The small, Ras-like GTPase Rheb plays an important role in the regulation of cell growth by the insulin/PI3K and nutrient/TOR pathways in eukaryotic systems. Studies in genetically tractable organisms such as Drosophila melanogaster and fission yeast (S. pombe) were critical for establishing the significance of Rheb in cell growth. In Drosophila, we find that overexpression of Drosophila Rheb (dRheb) in S2 cells causes their accumulation in S phase and an increase in cell size. In contrast, treatment of S2 cells with double-stranded RNA (RNAi) toward dRheb results in G1 arrest and a reduction in cell size. These altered cell size phenotypes observed in culture are also recapitulated in vivo. Overexpression of dRheb results in increased cell and tissue size without an increase in cell number; reduction of dRheb function results in reduced cell and tissue size. In S. pombe, inhibition of Rheb (SpRheb) expression also results in small, rounded cells that arrest in G0/G1. We will discuss here how we use Drosophila and S. pombe to explain a mechanism by which Rheb promotes cell growth.

Title Early Progression of an Isolated Ventricular Septal Defect After Blunt Trauma.
Date January 2008
Journal The Journal of Trauma
Title Sipuleucel-t: a Vaccine for Metastatic, Asymptomatic, Androgen-independent Prostate Cancer.
Date January 2008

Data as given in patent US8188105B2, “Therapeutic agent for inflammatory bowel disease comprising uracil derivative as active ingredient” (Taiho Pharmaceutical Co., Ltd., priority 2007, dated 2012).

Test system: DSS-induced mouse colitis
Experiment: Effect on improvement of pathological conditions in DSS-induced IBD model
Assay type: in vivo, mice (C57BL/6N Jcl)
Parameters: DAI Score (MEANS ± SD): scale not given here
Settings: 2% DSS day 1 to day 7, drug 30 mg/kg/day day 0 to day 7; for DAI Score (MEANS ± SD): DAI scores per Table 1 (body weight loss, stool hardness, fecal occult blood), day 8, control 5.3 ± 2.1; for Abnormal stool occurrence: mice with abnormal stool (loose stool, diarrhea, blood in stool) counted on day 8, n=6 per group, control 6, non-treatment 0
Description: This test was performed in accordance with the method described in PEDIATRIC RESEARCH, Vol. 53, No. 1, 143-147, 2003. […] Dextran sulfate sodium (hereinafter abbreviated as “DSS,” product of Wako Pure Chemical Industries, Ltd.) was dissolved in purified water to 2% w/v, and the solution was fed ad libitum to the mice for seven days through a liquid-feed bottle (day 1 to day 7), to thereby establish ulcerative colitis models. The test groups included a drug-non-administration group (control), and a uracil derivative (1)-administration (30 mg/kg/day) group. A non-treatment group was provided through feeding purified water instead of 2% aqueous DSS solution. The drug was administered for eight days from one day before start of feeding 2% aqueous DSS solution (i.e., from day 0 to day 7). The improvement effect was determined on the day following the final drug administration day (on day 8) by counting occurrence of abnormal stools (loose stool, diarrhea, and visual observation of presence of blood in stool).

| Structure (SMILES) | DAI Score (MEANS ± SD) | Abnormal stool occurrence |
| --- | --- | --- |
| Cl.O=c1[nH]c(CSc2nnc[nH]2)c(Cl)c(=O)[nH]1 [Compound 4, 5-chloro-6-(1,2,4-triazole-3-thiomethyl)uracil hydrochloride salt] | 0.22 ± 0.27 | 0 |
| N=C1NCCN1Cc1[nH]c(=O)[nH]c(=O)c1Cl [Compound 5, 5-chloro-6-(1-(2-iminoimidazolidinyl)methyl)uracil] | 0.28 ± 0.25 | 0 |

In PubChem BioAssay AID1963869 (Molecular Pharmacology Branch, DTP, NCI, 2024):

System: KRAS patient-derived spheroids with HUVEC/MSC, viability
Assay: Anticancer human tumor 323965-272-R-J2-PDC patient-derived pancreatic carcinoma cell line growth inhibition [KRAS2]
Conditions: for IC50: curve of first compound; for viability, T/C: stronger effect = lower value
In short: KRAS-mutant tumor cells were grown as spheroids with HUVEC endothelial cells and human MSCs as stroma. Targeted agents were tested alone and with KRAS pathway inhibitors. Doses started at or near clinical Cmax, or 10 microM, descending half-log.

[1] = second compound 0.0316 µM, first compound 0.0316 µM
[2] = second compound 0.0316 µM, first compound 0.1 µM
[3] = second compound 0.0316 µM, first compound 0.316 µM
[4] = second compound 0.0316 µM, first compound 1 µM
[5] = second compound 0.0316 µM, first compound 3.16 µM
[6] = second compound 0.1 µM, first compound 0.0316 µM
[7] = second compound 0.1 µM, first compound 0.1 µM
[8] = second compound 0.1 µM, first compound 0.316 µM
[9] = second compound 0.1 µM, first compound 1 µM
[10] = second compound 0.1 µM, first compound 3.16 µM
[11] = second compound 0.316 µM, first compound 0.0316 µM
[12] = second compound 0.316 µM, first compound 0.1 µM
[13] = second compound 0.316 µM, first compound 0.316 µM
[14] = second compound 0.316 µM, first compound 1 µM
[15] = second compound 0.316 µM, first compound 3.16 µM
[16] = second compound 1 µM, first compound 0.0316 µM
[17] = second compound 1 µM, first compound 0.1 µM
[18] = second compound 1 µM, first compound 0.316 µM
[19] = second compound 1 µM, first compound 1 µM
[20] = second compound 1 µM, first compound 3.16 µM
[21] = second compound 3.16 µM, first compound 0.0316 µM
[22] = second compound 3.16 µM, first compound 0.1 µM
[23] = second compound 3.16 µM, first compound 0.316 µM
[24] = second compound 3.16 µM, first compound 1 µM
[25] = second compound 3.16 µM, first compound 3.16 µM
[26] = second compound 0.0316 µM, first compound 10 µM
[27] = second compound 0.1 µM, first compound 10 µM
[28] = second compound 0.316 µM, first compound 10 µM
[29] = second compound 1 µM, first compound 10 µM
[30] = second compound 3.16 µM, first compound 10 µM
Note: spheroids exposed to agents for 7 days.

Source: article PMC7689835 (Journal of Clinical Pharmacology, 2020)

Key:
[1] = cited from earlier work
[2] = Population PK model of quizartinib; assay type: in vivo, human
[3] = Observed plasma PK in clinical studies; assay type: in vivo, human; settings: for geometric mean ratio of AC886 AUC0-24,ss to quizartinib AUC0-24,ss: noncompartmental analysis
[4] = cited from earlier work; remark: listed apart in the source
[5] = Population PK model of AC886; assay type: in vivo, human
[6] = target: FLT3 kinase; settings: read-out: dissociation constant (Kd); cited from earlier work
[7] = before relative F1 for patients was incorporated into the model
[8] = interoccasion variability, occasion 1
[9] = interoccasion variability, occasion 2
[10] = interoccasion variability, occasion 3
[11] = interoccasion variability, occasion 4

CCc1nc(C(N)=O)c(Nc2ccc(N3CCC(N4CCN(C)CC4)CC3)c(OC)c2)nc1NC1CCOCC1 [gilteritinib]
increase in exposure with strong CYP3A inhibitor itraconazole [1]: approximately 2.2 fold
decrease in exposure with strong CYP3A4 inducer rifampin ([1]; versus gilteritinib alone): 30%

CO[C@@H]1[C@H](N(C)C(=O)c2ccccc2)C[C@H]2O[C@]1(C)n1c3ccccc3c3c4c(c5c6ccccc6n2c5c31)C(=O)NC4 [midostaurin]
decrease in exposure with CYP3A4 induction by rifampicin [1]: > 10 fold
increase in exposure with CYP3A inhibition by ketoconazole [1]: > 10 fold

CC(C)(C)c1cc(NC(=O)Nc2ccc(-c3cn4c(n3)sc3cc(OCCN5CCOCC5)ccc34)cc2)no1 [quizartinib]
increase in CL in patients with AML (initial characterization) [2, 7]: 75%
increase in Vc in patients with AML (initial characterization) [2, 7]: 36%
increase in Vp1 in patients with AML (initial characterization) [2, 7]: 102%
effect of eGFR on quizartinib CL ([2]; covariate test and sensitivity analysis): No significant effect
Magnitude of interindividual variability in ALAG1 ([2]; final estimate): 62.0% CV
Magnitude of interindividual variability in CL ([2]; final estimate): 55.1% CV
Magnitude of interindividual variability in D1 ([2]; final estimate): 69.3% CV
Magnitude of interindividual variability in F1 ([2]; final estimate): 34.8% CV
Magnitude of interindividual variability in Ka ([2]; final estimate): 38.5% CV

Journal The Annals of Pharmacotherapy
Excerpt

To review the design, efficacy, safety, dosing, therapeutic, and pharmacoeconomic considerations of sipuleucel-T, an investigational, autologous, dendritic, cell-based prostate cancer vaccine.

Title Proven Methods to Achieve High Payment for Performance.
Date October 2007
Journal The Journal of Medical Practice Management : Mpm
Excerpt

Clinical performance measures and cost per episode of care are key ingredients of healthcare "value" and are increasingly being viewed as belonging in the public domain. "Pay for performance" (P4P) programs reward high performance of clinical "processes" and "outcome" measures, in particular for those related to chronic disease, patient satisfaction, patient safety, use of information technology, and other measures. At the core of the Advocate Health Partners clinical integration approach are specific practice interventions linked with clinical performance targets and supported by an incentive P4P program. Techniques of improvement include the use of registries of patients with specific conditions; clinicalprotocols; patient outreach with education tools and reminders; office staff training programs; physician continuing medical education; ongoing performance feedback; and an incentive program that rewards individual performance as well as collaboration among hospitals, physician hospital organizations, and peers.

Title Striatal Leucine-rich Repeat Kinase 2 Mrna is Increased in 1-methyl-4-phenyl-1,2,3,6-tetrahydropyridine-lesioned Common Marmosets (callithrix Jacchus) with L-3, 4-dihydroxyphenylalanine Methyl Ester-induced Dyskinesia.